Canadian superstar Simu Liu and NBA champion Jeremy Lin teamed up with the Canadian Chinese Youth Athletic Association to host a celebrity basketball game Saturday at the University of Toronto's Goldring Centre.
The event featured more than 20 celebrities, athletes and personalities from the North American Asian community. Its goal was to raise money for the Jeremy Lin Foundation and the CCYAA's new community centre.
Liu is likely best known for his role as Shang-Chi in the 2021 Marvel film Shang-Chi and the Legend of the Ten Rings and as Jung Kim on CBC's Kim's Convenience. Lin is a former NBA player and the first Asian-American to win the NBA championship, which he did with the Toronto Raptors in 2019.
The two have joined forces at the event to promote athletics and art for the Asian youth in Toronto.
"We're all united under this shared goal of celebrating our successes across all media and playing this game in support of philanthropy and charity," Liu said while speaking to media.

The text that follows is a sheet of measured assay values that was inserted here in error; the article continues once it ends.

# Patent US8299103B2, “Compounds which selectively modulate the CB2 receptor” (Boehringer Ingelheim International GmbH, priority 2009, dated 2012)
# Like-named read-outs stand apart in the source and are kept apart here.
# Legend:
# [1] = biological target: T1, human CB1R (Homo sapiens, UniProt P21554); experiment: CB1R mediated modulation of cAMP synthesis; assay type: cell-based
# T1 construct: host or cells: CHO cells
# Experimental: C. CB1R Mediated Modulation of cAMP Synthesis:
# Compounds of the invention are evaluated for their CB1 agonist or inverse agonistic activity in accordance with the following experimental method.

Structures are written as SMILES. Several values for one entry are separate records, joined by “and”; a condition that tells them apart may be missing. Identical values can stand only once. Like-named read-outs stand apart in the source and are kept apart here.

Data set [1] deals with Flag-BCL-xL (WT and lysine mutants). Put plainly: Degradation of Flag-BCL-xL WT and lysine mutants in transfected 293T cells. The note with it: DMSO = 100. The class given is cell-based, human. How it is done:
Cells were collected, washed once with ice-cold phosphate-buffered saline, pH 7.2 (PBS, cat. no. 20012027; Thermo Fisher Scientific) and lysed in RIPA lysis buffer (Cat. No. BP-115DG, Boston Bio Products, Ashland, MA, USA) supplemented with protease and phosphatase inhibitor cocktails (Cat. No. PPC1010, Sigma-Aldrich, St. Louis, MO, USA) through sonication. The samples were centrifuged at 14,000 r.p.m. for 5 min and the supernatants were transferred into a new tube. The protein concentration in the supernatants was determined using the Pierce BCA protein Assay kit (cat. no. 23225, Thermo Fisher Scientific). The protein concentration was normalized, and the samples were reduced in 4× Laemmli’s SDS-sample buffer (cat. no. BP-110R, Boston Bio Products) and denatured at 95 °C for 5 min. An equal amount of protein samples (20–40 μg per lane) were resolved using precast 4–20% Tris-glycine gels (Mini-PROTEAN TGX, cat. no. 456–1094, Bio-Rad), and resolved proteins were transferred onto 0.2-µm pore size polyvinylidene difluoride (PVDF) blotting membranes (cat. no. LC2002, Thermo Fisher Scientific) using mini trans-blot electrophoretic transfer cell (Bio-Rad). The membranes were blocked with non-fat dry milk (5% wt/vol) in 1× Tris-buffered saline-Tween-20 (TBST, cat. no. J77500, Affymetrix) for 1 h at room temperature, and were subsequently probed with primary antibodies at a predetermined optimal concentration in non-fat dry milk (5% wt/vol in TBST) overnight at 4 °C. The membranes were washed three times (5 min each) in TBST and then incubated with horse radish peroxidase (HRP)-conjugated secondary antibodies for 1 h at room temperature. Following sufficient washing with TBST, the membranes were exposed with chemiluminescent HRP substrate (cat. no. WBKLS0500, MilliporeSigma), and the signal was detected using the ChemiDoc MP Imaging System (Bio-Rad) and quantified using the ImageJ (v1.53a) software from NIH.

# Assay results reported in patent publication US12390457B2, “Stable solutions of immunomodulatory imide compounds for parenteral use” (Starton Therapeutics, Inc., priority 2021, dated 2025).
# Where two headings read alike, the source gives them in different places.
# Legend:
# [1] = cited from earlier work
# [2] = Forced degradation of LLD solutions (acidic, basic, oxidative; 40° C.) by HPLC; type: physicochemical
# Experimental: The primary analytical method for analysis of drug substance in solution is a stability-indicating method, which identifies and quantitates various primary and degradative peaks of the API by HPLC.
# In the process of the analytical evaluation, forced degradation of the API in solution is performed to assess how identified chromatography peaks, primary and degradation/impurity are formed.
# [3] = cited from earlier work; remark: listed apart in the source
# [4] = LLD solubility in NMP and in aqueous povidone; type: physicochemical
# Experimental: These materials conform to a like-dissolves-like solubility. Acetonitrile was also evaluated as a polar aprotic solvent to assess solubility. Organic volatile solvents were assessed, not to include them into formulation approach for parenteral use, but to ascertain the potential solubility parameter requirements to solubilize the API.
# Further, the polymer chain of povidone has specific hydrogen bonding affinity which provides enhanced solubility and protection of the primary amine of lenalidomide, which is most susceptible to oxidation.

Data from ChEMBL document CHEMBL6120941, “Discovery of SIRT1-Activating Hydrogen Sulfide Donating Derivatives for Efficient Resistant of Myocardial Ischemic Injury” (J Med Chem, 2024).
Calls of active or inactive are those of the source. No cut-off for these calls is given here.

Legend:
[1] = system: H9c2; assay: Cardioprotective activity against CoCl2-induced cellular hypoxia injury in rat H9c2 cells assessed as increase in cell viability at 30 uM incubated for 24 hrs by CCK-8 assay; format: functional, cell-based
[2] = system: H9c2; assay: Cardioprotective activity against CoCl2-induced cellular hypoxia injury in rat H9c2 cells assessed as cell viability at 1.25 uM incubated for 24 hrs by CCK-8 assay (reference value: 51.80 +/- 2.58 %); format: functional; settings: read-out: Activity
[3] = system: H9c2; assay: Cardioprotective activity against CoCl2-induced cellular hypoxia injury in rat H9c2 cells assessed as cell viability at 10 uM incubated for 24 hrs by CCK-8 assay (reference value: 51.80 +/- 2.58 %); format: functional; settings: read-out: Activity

"A lot of communities haven't been properly represented in the media, and I think we can't understate how much the media affects our perceptions."
Carli Yim, a member of the CCYAA's executive board, said the organization's goal is to promote sport and a healthy lifestyle among Asian youth. It seeks to balance the importance of being healthy and staying active with other goals like academics and well-being.
Some of the money raised will go toward CCYAA's community centre for an inclusive space for Asian youth where they can participate in sports and the arts without barriers.
"We aim to provide accessible programming. That's what some of the funds will go toward," she said.
'Resilience, perseverance, confidence'
Speaking to the media, Lin reflected on the life lessons he's learned through basketball and how he hopes to see youth learn those lessons and break barriers.
"It taught me communication, leadership, teamwork, resilience, perseverance, confidence," he said. "
Lin added that he grew up in a world where being an Asian actor or athlete was "outside the realm of possibility." He hopes that future Asian athletes will have a chance to be themselves in their fields and not be compared to the handful of predecessors before them — like himself or NBA Hall of Famer Yao Ming.
"Eventually you won't be the token Asian, and that's a big part of creating opportunities for the next generation," Lin said.
The Jeremy Lin Foundation, established in 2011, has done various work including donating to COVID-19 relief efforts and helping raise greater awareness of increasing anti-Asian racism during the pandemic.
Its mission is to support cross-racial youth through programs for community empowerment and narrative change.